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Microsoft Confidential – Microsoft Internal Use Only SQL Server 2005 Launch Content Data Platform Track, Session 01 Building Highly Available Systems with SQL Server 2005 Level 200 Demo Script 3 Snapshot Isolation Microsoft Confidential – Microsoft Internal Use Only CONTENTS BEFORE YOU BEGIN ................................................................................................................................. 1 TIPS AND TRICKS................................................................................... ERROR! BOOKMARK NOT DEFINED.1 DEMO 3: SNAPSHOT ISOLATION ............................................................................................................. 2 USING THE “DUAL DATABASE MONITOR (DDM)” APPLICATION TO SHOW APPLICATION WAITTIME WHEN BLOCKING OCCURS DUE TO LONG RUNNING AND POORLY WRITTEN TRANSACTIONS – IN BOTH SQL SERVER 2000 AND SQL SERVER 2005. THEN ENABLE READ-COMMITTED WITH STATEMENT-LEVEL SNAPSHOT TO SEE HOW ALL OF THE BLOCKING PROBLEMS ARE EASILY RESOLVED WITH NO ADDITIONAL APPLICATION CHANGE! ................................................................ 2 SQL Server 2005 Launch Event Content i Data Platform Track Session 01 Microsoft Confidential – Microsoft Internal Use Only Before you begin 1. Logon as Administrator. 2. The password for the VPC image login is Pass@word1 We’re using Administrator because we’re going to be stopping and starting a lot of services in these demos. Please start your VPC and be logged in already before you do any demos and you won’t need to highlight this fact. Tips and Tricks Make sure you test this script THOROUGHLY on your hardware and with your network, etc. Also, get a good feel for the entire configuration of the VPC. This will help you to better explain configuration settings, where you feel it might be appropriate. The more you know about this configuration the more smoothly these demos will go. Demos 1, 2 and 3 – build on one another. Ideally, you want to leave the VPC running and even leave the required applications running. The two applications you will use are: SSMS and the DDM (Dual Database Monitor). The DDM was created specifically for launch demos… Be sure to get a feel for that within these demos. If you need to leave Management Studio, be sure that you have SQLCMD mode turned on – otherwise, some scripts may fail. Bug: It looks like the Tools/Option setting under – By default, open new queries in SQLCMD mode – option does NOT stay after you close SSMS. Because of this you’re OK when you set it for this demo. However, if you leave SSMS and go back in, this option will no longer be in effect. You will need to set this each time you enter SSMS – which is ONLY once (and this demo takes that into account, by design). SQL Server 2005 Launch Event Content 1 Data Platform Track Session 01 Microsoft Confidential – Microsoft Internal Use Only Demo 3: Snapshot Isolation Make sure you are VERY comfortable with the talking points. Also, this demo requires that you return to previous scripts to run code that’s currently commented out. Be sure to feel comfortable with the movement between the different scripts here. Using the “Dual Database Monitor (DDM)” Application to show application waittime when blocking occurs due to long running and poorly written transactions – in both SQL Server 2000 and SQL Server 2005. Then enable Read-Committed with Statement-level Snapshot to see how all of the blocking problems are easily resolved with no additional application change! Speaker Script Steps Now, we’re going to return the Dual Database Monitor (DDM). You can Perform these steps on SQLLaunchVPC. see that it’s still adding rows – even while we were discussing snapshot 1. Return to the DDM. If you’re comfortable with it you’ve probably isolation … left it running (which looks great if you can leave it running) and (Again, spend a moment showing the counters for both 2000 and 2005) now you’ll just return to see the counters are higher and rows are STILL being added… For SQL Server 2000 2. From the Demo03_SnapshotIsolation project, open and execute We’re going to simulate a poorly written transaction. This transaction the “Step 1” Query file. begins a tran with a BEGIN TRAN statement, it then executes an INSERT 3. While it runs, return to the DDM and watch how the 2000 server but then the batch completes… essentially stops loading data… then the “ONLINE” part will change This is a transaction that spans batches. When a transaction spans to “BLOCKED.” batches, this lengthens the time of the transaction. Because of the default isolation in SQL Server, this also creates blocking as only the active transactional data is used – and isolated. For SQL Server 2005 4. From the Demo03_SnapshotIsolation project, open and execute We’re going to run the exact same script to create the exact same the “Step 2” Query file. blocking environment by default. And – there is NO DIFFERENCE in the While it runs, return to the DDM and watch how the 2005 server environments by default – the environment is exactly the same... notice essentially stops loading data… then the “ONLINE” part will change to the “blocking” again. “BLOCKED.” Now, just to make sure that it’s clear… the inserts are NOT blocked, only 5. From the Demo03_SnapshotIsolation project, open and execute the SELECT which is getting the count, is blocked. the “Step 3” Query file. Stay ONLY in this window and switch to the messages window. You will see that the two inserts will complete but then the script will be SQL Server 2005 Launch Event Content 2 Data Platform Track Session 01 Microsoft Confidential – Microsoft Internal Use Only I know it seems like DDM is blocked for INSERTs but it’s NOT. DDM not “waiting” to complete. It’s the “count” that is blocked. only inserts rows but it also does a SELECT count(*) to return the current TIP: If you feel comfortable, execute *just* the two INSERTs first and rowcount. It is the SELECT that’s waiting NOT the INSERT and this script show how they complete. Then, execute the SELECT and show how it can help prove it. It is the SELECT that’s waiting NOT the INSERT and must wait. this script can help prove it. IMPORTANT: Make sure you select the proper batches – from :CONNECT to go for each group: :CONNECT…INSERT…go :CONNECT…INSERT…go :CONNECT…SELECT…go We’ll eliminate all of the blocking now by committing these two open and 6. Return to the window that has the query for “Step 1” open. poorly written transactions. NOTE: If you’re not sure how to easily switch back to an already open Explain (again)… window, double-click the script from the Project List in the Solution The real culprit here is the application that opens a transaction and does Explorer Window. not complete it. You should always avoid long running transactions that 7. In the “Step 1” window, highlight the word COMMIT (and only wait for user input! that single word) and execute the commit. 8. Do the same for the SQL Server 2005 transaction. Return to the window that has the query for “Step 2” open. 9. In the “Step 2” window, highlight the word COMMIT and execute the commit. 10. Point out that the “Step 3” script is no longer waiting! 11. Close the “Step 3” Query file. Let’s take a quick look at the DDM and see if the rows are coming back in 12. Return to the DDM to drive home the point that everyone is back (and being counted). Remember, it was the SELECT that was blocked not in and no one is blocked. the INSERT. OK, see how everything is running again… All of the blocking has been resolved by completing those transactions. However, if you are running a mixed workload environment, you might want to allow queries – without creating blocking… Now we’re going to turn on Read Committed with Statement-level 13. From the Demo03_SnapshotIsolation project, open and execute Snapshot for SQL Server 2005. While this option might look like it’s the the “Step 4” Query file. ultimate way to save the day, it’s important to realize that there are 14. Switch to the DDM to show that it’s still adding data. applications which require – and benefit from – locking. There are IMPORTANT NOTE: The DDM might show BLOCKED for a moment as benefits to isolation and locking – if (for example) what you want is the Snapshot statement takes effect. No users are allowed to use the always the latest price. If the price is currently changing – either up or database while versioning is put into effect. down – locking would require that the purchaser WAIT for the price change to complete before selling any more of that item. Only locking gives you this kind of “isolation.” However, if what you want is the sum of sales – and what you want is accuracy at a given point in time – without waiting, then Snapshot Isolation can help you achieve that! SQL Server 2005 Launch Event Content 3 Data Platform Track Session 01 Microsoft Confidential – Microsoft Internal Use Only Now we’re going to RE-EXECUTE the two poorly written transactions. One 15. From the Demo03_SnapshotIsolation project, open and execute in SQL Server 2000 will cause blocking and the other – in SQL Server the “Step 1” Query file. (Make sure you don’t have just the 2005 with the Read-Committed with Statement-level Snapshot database COMMIT highlights.) option enabled will not. 16. Switch to the DDM and you can see it’s blocked. It’s important to realize that if blocking if your problem this can be very 17. From the Demo03_SnapshotIsolation project, open and execute helpful. However, if blocking is not your problem then adding row-level the “Step 2” Query file. (Make sure you don’t have just the versioning may add overhead with no immediate benefit. COMMIT highlights.) 18. Switch to the DDM and you can see that there’s been no impact whatsoever! << Pause for applause! >> OK, a bit of quick cleanup before we return to the slides. First, we’ll close 19. For SQL Server 2000: In the “Step 1” window, highlight the word out those pending transactions in both SQL Server 2000 and SQL Server COMMIT (and only that single word) and execute the commit. 2005 and exit out of our scripts…but we’ll stay within SSMS. 20. Close the “Step 1” Query file. Finally, we’ll close the DDM… 21. For SQL Server 2000: In the “Step 2” window, highlight the word COMMIT and execute the commit. 22. Close the “Step 2” Query file. 23. Close the “Step 4” Query file. 24. We have finished using the DDM for these thee demos. Ideally you should: a. Stop the adding of rows to both databases. b. Exit the DDM SQL Server 2005 Launch Event Content 4 Data Platform Track Session 01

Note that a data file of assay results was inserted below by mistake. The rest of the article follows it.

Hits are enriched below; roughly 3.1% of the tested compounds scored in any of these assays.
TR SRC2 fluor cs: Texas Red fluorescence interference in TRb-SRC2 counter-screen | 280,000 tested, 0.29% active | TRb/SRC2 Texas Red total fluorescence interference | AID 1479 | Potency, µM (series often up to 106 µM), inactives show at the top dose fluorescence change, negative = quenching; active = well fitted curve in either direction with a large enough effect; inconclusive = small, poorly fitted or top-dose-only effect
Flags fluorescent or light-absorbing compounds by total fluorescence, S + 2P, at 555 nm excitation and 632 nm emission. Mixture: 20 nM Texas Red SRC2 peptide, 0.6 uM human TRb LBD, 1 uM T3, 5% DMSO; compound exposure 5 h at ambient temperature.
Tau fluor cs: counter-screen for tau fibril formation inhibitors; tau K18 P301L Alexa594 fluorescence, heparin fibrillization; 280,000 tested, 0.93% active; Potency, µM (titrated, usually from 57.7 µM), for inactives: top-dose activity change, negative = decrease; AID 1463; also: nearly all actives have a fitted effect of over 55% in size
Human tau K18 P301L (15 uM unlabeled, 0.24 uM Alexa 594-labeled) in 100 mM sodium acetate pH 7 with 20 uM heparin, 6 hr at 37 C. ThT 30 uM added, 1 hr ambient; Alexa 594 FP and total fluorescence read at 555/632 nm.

"3-Snapshot Isolation Demo Script"